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Rieder: Clooney emerges as hero in Sony mess

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In a Hollywood saga that has a severe shortage of heroes, George Clooney has covered himself with distinction.

While theater owners and then Sony Pictures Entertainment cravenly buckled to terrorist threats and some news outlets reveled in the gossipy e-mails made public by the Sony hackers, the superstar actor tried valiantly to rally Hollywood to support the besieged movie company.

Before Sony pulled The Interview last week, Clooneycirculated a petition expressing staunch backing for Sony’s refusal — soon to become inoperative — to give in to the hackers and scrap the movie. The FBI has said that the government of North Korea was behind the hack.

The response by the studio chiefs was deeply troubling, but hardly shocking.

Actually, more like lack of response. None of the Hollywood players would sign the petition, Clooney told Deadline.com.

Now this was hardly a radical document. It was a basically a declaration of a solidarity with Sony, words of support for a refusal to capitulate to ransom demands.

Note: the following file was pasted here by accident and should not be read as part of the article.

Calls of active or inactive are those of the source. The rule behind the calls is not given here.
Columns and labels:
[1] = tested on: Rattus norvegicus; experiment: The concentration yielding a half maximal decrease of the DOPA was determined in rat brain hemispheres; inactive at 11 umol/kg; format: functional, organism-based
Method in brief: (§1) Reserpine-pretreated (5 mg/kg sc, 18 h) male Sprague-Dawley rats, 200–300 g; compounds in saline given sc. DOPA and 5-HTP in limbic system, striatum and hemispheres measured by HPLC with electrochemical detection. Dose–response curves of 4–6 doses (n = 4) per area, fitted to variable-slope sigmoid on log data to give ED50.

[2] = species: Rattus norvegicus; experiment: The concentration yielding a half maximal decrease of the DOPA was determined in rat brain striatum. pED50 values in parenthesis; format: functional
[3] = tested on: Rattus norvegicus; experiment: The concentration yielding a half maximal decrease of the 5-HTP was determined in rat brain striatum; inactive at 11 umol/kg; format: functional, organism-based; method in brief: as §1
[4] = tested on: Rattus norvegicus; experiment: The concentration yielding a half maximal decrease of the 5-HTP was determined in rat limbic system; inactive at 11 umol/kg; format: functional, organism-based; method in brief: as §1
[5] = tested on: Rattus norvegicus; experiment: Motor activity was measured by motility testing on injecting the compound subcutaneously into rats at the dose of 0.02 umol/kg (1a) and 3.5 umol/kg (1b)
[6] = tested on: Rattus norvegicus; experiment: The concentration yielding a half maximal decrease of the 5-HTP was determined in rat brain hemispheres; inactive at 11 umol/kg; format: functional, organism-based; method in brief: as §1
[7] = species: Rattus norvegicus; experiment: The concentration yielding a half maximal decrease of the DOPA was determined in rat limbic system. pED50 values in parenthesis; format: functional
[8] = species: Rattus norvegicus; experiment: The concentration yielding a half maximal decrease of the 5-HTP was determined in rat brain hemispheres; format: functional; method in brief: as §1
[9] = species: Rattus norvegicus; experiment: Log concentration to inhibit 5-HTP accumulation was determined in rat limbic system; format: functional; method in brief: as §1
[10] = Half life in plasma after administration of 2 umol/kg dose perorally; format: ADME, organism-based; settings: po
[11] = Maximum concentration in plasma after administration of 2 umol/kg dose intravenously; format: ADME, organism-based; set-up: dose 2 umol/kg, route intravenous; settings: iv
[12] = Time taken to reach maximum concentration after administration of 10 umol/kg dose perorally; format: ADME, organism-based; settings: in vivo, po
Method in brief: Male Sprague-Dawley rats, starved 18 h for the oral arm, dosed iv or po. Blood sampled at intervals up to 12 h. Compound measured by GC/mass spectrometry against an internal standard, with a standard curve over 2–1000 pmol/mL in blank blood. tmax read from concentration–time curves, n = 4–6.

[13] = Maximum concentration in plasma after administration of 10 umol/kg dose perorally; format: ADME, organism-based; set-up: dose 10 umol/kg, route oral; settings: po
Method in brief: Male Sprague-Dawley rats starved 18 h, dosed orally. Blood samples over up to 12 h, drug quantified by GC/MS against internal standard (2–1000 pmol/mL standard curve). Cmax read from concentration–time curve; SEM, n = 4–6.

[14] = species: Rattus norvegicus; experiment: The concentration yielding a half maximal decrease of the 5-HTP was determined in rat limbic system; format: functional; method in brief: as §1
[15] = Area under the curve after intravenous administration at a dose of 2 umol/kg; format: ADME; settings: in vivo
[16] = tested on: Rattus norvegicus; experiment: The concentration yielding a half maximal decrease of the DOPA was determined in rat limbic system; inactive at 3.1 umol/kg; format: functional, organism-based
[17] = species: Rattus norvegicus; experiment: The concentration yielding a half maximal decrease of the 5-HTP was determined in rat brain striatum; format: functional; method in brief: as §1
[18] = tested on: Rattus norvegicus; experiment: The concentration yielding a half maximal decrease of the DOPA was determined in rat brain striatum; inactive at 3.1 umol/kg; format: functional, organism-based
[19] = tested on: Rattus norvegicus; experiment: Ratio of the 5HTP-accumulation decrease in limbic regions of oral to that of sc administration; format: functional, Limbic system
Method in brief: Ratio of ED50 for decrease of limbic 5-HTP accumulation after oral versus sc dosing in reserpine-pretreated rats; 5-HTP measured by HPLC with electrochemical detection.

In the petition, Clooney, well known for his commitment to social justice, underscored what the situation was all about and why the cowardice of the theater owners and Sony sets such a horrible precedent, opening the door for much future mischief

“This is not just an attack on Sony,” Clooney wrote. “It involves every studio, every network, every business and every individual in this country.”

So true.

The sad fact is that bowing to extortion — the hackers had vowed to attack movie theaters that showed The Interview — sends precisely the wrong message.

President Obama was right to condemn Sony’s decision to pull the plug, as he did at his news conference Friday. “I wish they had spoken to me first,” the president said.

But where was the ringing declaration of support while Sony twisted in the wind by itself? And Sony Pictures Entertainment CEO Michael Lynton told CNN’s Fareed Zakaria, “We definitely spoke to a senior adviser in the White House to talk about the situation,”

The Interview, a comedy starring Seth Rogen and James Franco about a plot to assassinate North Korean strongman Kim Jong Un, hardly sounds like the second coming of Citizen Kane. Which matters not at all. Freedom of expression is about all kinds of expression, clunkers and masterpieces, repugnant views and soaring idealism.

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